Thousands of Marylanders will have to cast their votes through provisional ballots in Tuesday’s primary election.
The reason? A computer glitch at the Motor Vehicle Administration that began in April 2017 means that some voters who used MVA kiosks to change their information didn’t have their updated information sent to the Board of Elections.
“Voting in the Western world is supposed to be advanced, but there’s always glitches,” said Maryland attorney Charles Chester, who was lead counsel in one of two "butterfly ballot" cases that reached the Florida Supreme Court after the 2000 presidential election.
Here are some answers to questions about provisional ballots:
What is a provisional ballot?
A provisional ballot is generally issued when a voter's eligibility is in question. It is kept separate from other results so that a determination about whether that ballot is counted can be made at a later date.
Have this many provisional ballots been used in an election before?
In the 2004 general election, 48,000 provisional ballots were cast in Maryland — mostly in Baltimore City and Montgomery County. Of those, 23,000 were accepted in full and 8,000 in part; 17,000 were rejected. Of the 17,000 rejected ballots, 14,000 were completed by people who were not registered to vote.
In the 2006 statewide primary, thousands of voters cast provisional ballots because of problems with electronic voting machines.
What do provisional ballots look like?
They are paper ballots on which voters make selections by filling in circles next to the candidate's name with a pencil. The ballots are tallied by an optical-scan machine.
Do I need to bring identification to cast my vote with a provisional ballot?
Typically, voters do not need to have identification to cast a provisional ballot. However, voters who have been affected by the MVA computer glitch will likely need to present ID at their polling places, since their information is not on the record. Identification can include a driver’s license, MVA ID card, passport, student ID, military card or employee ID card, or else a copy of a recent utility bill, bank statement, government check, paycheck or other government document that shows your name and address. You may be able to find your voter registration record here.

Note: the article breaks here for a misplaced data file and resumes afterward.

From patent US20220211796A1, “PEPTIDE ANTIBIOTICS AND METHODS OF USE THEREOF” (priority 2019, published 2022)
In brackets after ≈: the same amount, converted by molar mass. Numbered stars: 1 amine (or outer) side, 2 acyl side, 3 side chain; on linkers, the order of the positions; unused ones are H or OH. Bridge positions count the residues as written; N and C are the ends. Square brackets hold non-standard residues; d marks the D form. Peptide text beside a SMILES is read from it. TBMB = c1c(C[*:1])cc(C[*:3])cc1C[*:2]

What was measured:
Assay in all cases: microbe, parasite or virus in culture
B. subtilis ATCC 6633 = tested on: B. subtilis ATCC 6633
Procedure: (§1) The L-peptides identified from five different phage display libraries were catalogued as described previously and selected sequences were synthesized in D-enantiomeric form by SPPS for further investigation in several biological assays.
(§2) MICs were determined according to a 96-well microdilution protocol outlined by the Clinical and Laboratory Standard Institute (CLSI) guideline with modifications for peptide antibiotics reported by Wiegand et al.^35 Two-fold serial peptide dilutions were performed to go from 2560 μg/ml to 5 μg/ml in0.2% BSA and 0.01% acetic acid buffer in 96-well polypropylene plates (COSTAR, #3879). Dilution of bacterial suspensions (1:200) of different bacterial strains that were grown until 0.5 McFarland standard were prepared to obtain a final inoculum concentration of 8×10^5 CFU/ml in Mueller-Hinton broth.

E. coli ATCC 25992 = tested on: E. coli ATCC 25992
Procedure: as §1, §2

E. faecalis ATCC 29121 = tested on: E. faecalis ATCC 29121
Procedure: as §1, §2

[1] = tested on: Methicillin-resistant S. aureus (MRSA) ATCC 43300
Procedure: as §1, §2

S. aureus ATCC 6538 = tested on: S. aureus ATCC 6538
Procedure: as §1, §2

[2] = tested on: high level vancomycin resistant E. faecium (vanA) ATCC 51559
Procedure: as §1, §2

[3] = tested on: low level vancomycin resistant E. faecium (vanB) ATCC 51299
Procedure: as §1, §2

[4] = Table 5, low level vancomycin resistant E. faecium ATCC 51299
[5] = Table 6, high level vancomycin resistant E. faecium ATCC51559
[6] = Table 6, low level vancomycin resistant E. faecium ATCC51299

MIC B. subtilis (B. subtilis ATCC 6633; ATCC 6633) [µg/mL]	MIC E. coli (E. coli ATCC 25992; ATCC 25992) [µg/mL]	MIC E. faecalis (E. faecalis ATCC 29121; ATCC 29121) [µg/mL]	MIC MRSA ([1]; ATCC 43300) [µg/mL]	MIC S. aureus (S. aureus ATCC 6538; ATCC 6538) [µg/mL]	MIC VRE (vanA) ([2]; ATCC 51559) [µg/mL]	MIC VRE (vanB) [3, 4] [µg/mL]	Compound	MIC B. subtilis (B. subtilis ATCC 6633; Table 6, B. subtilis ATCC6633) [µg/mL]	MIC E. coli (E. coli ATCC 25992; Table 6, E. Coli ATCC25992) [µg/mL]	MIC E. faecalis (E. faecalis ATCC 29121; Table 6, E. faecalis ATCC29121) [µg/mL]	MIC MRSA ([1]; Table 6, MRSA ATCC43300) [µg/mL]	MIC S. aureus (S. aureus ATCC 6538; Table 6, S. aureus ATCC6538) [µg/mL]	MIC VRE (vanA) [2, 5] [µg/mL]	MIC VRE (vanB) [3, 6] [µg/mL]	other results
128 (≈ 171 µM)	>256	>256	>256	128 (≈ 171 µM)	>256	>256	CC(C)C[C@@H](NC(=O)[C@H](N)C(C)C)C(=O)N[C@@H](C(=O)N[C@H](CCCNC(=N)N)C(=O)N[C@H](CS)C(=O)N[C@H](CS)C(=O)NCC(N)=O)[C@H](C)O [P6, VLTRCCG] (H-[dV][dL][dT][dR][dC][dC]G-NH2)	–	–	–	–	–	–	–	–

When will the provisional ballots be counted?
By law, local election boards are scheduled to begin counting them around July 5.
How long will it take to get results?
Counting provisional ballots is a slow process. Election officials won’t likely know how many provisional ballots have been cast until Friday after the election. Then, they must scrutinize each ballot, and the process can take days. Bottom line? “It’ll be delayed,” Chester said. Voting officials will have to “retroactively prove that they voted in the right place.”
How big of a deal is this?
It depends on how close an individual race is, Chester said. “What its impact could be statewide could be significant or it could be nominal.” He predicts it will have a bigger impact in local races than in statewide elections. “There’s a lot of people running in a lot of races for a lot of offices this year,” he said.
How will the ballots be kept secure?
In the past, completed provisional ballots have been kept in bags that are locked and transported to local election headquarters, where they are kept in a safe. Two election judges — one Democrat and one Republican — are supposed to transport the bags.
What can I do if I run into problems?
Trained poll workers will be on location at polling sites to help voters cast their provisional ballots. Marylanders can also contact the State Board of Elections at 1-800-222-8683 from 7 a.m. until 8 p.m. or email info.SBE@maryland.gov.
Another option is to call your local board of elections:
Baltimore City: 410-396-5550
Baltimore County: 410-887-5700
Howard County: 410-313-5820
Anne Arundel County: 410-222-6600
Carroll County: 410-386-2080
Harford County: 410-638-3565
Baltimore Sun reporters Erin Cox and Michael Dresser contributed to this article.